Act 1, some time before Valentine’s Day: A customer wants to surprise her husband with a bike from Zane’s Cycles as a Valentine’s gift. She makes a special request to place the bike in the store window - since she planned to take her husband by the store after a Valentine’s dinner when the store is normally closed. She gives the store balloons and a card to place on the bike for display and invites friends from work to see her husband’s reaction to the gift. However, before closing the store that day, an employee forgets to put the bike in the front window. Uh oh …
Act 2, February 15th: Chris Zane, owner of Zane’s Cycles, gets a voice mail from an extremely upset customer complaining that the store forget to display her husband’s gift as promised and ruined her Valentine’s Day surprise. Chris and his retail manager go into customer service “recovery” mode:
- They apologize to the woman and deliver the bike to her home. Even though the bike was purchased on layaway and only partially paid for, Zane’s waives the remaining balance.
- To make up for the disappointing Valentine’s Day, they give the woman and her husband a restaurant gift certificate for another dinner.
- And to make up for disappointing her friends from work who took the time to witness the Valentine’s Day gift, Zane’s sends a catered lunch to the woman’s workplace.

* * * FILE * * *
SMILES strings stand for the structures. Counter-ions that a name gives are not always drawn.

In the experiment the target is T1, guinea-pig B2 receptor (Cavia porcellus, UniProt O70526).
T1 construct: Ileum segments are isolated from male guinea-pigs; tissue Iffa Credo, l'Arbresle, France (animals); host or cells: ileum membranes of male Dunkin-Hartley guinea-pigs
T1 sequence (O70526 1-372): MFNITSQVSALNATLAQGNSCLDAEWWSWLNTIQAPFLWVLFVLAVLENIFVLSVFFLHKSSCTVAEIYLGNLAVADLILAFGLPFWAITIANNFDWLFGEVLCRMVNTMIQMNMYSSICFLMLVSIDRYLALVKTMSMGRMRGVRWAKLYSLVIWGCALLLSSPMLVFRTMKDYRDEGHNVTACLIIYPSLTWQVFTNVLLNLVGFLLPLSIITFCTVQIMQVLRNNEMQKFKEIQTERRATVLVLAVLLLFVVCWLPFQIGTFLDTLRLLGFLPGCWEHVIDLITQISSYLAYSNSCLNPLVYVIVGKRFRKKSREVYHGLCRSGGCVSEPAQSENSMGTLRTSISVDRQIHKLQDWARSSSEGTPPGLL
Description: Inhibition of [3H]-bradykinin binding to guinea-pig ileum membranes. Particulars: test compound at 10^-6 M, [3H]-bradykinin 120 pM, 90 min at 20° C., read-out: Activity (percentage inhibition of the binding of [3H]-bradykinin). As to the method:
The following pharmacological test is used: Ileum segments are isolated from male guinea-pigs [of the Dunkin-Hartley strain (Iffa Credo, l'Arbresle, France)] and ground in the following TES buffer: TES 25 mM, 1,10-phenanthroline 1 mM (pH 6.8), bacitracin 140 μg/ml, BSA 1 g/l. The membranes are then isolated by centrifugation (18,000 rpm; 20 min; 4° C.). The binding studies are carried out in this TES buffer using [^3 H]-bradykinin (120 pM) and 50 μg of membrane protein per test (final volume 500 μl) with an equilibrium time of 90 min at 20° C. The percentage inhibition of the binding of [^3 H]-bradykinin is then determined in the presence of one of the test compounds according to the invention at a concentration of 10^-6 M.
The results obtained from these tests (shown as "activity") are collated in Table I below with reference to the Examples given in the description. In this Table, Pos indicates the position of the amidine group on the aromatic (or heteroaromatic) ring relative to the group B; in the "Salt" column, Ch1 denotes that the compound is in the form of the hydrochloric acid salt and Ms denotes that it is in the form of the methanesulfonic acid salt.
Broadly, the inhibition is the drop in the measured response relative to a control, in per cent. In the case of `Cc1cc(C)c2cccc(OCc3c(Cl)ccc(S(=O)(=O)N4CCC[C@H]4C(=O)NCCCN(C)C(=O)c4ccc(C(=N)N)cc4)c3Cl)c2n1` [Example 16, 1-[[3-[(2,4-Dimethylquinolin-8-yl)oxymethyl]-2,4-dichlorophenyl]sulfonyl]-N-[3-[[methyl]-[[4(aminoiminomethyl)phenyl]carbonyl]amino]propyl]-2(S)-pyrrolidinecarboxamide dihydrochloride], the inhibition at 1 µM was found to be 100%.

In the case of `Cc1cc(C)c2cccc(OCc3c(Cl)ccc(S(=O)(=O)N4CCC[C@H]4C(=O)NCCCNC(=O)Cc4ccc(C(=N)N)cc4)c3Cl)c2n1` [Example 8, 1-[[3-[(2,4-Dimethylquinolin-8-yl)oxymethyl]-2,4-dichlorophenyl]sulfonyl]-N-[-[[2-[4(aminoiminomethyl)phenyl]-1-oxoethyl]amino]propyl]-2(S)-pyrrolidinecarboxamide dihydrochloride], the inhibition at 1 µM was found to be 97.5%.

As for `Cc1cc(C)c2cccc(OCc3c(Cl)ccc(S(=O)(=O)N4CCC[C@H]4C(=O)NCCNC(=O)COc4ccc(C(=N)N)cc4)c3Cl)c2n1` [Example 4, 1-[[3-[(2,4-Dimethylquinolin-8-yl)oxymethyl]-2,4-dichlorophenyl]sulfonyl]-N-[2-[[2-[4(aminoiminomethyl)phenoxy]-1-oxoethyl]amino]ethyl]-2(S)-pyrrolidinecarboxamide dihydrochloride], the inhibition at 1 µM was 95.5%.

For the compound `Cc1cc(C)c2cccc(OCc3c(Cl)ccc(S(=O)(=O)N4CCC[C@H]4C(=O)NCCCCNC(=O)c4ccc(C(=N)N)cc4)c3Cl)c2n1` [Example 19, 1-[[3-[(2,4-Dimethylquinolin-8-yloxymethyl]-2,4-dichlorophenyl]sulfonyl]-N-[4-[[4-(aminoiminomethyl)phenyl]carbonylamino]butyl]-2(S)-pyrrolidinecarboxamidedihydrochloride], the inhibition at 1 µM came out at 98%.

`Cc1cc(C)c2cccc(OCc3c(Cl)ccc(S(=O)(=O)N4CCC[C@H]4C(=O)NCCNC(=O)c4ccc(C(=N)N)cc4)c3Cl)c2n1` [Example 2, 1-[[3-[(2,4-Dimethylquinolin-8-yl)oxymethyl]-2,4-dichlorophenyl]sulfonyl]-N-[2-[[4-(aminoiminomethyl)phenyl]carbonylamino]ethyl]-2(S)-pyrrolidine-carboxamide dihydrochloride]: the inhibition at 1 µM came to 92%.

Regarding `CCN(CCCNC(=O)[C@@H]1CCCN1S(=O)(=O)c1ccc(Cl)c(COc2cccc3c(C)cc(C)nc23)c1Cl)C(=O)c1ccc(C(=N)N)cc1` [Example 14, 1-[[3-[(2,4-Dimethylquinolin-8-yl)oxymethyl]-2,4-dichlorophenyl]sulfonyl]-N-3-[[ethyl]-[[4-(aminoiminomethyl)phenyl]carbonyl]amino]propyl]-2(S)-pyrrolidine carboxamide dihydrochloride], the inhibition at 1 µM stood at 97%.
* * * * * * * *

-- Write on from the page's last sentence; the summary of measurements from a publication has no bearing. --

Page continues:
Even though the situation didn’t turn out as initially expected, the customer is happy with Zane’s response.
Act 3, about a week later: Chris receives a letter of apology from the employee who forget to display the bike. The employee knows how much effort went into this customer's recovery and includes a check for $400 to help cover the out-of-pocket recovery costs. As an hourly employee, the check represents about a week’s pay.
I love this story, and not just because of Zane’s Cycles’ extraordinary effort to recover from a negative customer service situation. What moved me most when I first heard Chris tell this story is how the employee acknowledged his role and tried to repay the company. It’s an incredible testament to the customer-focused and engaged culture that Chris Zane has built.
Note: Chris did not cash the check; he keeps it as a reminder of employees’ passion for service.
You can hear Chris tell this story in his own words on The CEO Show.